Reason and Reasonableness in Review of Agency Decisions
55 Pages Posted: 9 Sep 2009 Last revised: 19 Jan 2011
Date Written: September 8, 2009
Long after the Erie Railroad v. Tompkins, federal courts still expound general federal common law, albeit through the interpretation of federal statutes that incorporate rules and principles of the common law. Federal agencies also administer statutes containing such embedded common law, and it is unclear how much respect, if any, reviewing courts should give to an agency’s interpretation of the same. This Article examines that problem with the aim of situating deference doctrine in broader debates about the character of legal reasoning. Drawing on both common law theory and institutional analysis, this Article argues that the quandary of agency interpretations of common law touches on a fault line in the judiciary’s thinking about deference and the nature of law. Courts’ doubts about their ability to resolve difficult questions without issuing legislative-like commands often lead them to accept merely reasonable agency interpretations, while the inherited common law notion of law aspiring to reason pretermits courts’ complete retreat from all legal ambiguity. This tension lurks just below the surface of much discussion of administrative law doctrine and scholarship, and is a fundamental source of the oft-noted confusion in deference doctrine. Confronting this tension is a crucial first step for shaping a coherent deference regime, or at least recognizing the limits of any such doctrine’s theoretical purity.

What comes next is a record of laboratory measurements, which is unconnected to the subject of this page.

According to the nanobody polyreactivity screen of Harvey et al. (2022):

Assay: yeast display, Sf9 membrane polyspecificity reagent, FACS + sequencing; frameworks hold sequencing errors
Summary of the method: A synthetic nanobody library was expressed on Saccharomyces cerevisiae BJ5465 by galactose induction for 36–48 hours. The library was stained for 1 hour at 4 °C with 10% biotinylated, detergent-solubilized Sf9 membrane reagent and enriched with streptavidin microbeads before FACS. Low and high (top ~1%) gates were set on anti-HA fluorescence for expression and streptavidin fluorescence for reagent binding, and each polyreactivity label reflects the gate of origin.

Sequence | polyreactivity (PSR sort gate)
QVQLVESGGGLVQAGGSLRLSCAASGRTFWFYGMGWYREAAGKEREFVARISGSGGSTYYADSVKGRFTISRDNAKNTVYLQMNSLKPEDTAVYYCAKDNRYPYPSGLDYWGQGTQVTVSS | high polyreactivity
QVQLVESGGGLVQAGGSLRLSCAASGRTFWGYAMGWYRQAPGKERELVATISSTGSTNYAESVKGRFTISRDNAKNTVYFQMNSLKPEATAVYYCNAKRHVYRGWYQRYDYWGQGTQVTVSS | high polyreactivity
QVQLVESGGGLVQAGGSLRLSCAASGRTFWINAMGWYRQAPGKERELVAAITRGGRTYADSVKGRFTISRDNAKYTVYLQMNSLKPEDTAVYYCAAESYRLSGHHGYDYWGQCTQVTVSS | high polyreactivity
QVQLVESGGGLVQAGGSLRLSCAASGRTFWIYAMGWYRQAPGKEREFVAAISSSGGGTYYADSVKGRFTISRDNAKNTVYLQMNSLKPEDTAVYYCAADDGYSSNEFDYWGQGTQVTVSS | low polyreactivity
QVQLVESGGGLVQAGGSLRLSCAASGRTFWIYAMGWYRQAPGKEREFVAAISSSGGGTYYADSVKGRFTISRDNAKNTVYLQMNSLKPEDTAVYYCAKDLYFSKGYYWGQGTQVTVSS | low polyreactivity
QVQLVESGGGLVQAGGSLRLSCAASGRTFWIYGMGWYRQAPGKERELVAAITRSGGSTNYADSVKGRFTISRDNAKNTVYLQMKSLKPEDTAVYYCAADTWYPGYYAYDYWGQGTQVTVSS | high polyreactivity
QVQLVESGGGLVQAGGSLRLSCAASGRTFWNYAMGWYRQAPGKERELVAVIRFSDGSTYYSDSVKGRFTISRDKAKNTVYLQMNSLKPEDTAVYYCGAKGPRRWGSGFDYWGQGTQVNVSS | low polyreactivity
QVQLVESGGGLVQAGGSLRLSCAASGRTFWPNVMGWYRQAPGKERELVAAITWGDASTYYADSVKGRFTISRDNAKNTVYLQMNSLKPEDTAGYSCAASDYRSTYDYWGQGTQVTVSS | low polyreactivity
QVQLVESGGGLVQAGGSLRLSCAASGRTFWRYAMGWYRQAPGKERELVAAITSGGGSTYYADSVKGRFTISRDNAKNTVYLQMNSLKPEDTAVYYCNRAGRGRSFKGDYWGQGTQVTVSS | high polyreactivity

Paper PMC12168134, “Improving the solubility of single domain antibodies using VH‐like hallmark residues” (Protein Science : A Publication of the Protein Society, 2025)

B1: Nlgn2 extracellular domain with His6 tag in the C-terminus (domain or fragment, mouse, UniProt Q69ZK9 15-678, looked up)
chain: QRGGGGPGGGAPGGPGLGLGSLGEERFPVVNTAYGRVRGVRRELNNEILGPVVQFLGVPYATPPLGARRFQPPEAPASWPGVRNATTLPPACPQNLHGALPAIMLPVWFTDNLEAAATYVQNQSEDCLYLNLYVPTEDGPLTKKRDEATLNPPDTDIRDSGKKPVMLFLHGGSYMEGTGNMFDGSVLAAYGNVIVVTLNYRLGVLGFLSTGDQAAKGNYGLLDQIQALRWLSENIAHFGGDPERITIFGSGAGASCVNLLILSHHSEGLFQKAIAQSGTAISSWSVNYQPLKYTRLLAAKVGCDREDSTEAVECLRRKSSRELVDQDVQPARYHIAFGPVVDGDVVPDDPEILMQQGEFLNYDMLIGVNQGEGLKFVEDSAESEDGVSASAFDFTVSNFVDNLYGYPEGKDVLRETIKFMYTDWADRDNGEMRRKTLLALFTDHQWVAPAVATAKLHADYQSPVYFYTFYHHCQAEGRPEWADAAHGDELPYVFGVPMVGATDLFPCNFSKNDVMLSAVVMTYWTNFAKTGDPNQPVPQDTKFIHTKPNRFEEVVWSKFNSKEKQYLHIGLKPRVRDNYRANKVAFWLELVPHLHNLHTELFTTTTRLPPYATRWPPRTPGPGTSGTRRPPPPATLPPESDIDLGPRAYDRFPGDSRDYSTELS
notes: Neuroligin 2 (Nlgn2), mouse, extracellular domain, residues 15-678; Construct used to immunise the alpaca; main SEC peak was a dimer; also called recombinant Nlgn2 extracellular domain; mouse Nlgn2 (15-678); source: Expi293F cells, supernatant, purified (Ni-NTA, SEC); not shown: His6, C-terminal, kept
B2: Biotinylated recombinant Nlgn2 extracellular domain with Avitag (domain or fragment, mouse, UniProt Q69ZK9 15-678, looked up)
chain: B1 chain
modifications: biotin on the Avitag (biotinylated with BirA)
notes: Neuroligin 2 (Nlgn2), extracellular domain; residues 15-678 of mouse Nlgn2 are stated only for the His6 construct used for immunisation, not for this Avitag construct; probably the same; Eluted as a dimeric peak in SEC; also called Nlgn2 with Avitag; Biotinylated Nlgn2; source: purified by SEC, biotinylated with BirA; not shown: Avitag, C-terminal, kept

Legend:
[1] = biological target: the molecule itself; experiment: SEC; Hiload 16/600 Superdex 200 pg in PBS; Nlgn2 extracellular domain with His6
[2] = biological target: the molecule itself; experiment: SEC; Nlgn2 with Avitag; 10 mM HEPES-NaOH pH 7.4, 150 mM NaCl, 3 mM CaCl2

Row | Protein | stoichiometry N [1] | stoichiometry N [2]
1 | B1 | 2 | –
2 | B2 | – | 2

Keywords: Chevron deference, deference, common law, standards of review, institutionalism, administrative law
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